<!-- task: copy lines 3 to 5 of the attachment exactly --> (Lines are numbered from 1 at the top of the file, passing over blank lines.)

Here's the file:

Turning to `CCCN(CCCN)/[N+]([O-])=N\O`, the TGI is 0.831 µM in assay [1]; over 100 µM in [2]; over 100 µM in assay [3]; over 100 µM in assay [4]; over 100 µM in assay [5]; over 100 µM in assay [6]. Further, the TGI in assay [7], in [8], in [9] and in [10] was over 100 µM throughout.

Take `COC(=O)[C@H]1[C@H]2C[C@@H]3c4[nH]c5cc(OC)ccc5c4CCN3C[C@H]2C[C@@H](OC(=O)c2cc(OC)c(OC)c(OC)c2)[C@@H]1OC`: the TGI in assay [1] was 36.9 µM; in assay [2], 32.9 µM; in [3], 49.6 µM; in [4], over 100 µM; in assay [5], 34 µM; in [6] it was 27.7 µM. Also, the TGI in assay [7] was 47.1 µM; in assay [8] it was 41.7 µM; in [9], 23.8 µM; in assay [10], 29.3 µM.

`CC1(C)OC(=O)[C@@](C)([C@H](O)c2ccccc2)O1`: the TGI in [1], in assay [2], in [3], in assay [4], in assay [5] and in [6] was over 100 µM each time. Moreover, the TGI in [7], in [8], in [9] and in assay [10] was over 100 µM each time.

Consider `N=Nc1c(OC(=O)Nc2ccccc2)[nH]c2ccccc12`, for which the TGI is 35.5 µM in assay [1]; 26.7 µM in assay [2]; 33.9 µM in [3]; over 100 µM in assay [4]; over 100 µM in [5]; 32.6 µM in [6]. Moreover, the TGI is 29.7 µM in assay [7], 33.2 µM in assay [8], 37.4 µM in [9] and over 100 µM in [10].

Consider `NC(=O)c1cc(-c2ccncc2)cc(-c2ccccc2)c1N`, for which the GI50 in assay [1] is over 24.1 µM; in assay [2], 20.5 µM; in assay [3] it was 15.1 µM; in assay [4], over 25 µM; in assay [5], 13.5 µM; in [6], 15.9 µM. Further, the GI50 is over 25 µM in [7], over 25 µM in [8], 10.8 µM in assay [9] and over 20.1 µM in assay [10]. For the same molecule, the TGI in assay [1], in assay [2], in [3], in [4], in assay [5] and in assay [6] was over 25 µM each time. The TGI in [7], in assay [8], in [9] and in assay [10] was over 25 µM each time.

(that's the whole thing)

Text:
`CC1(C)OC(=O)[C@@](C)([C@H](O)c2ccccc2)O1`: the TGI in [1], in assay [2], in [3], in assay [4], in assay [5] and in [6] was over 100 µM each time. Moreover, the TGI in [7], in [8], in [9] and in assay [10] was over 100 µM each time.

Consider `N=Nc1c(OC(=O)Nc2ccccc2)[nH]c2ccccc12`, for which the TGI is 35.5 µM in assay [1]; 26.7 µM in assay [2]; 33.9 µM in [3]; over 100 µM in assay [4]; over 100 µM in [5]; 32.6 µM in [6]. Moreover, the TGI is 29.7 µM in assay [7], 33.2 µM in assay [8], 37.4 µM in [9] and over 100 µM in [10].

Consider `NC(=O)c1cc(-c2ccncc2)cc(-c2ccccc2)c1N`, for which the GI50 in assay [1] is over 24.1 µM; in assay [2], 20.5 µM; in assay [3] it was 15.1 µM; in assay [4], over 25 µM; in assay [5], 13.5 µM; in [6], 15.9 µM. Further, the GI50 is over 25 µM in [7], over 25 µM in [8], 10.8 µM in assay [9] and over 20.1 µM in assay [10]. For the same molecule, the TGI in assay [1], in assay [2], in [3], in [4], in assay [5] and in assay [6] was over 25 µM each time. The TGI in [7], in assay [8], in [9] and in assay [10] was over 25 µM each time.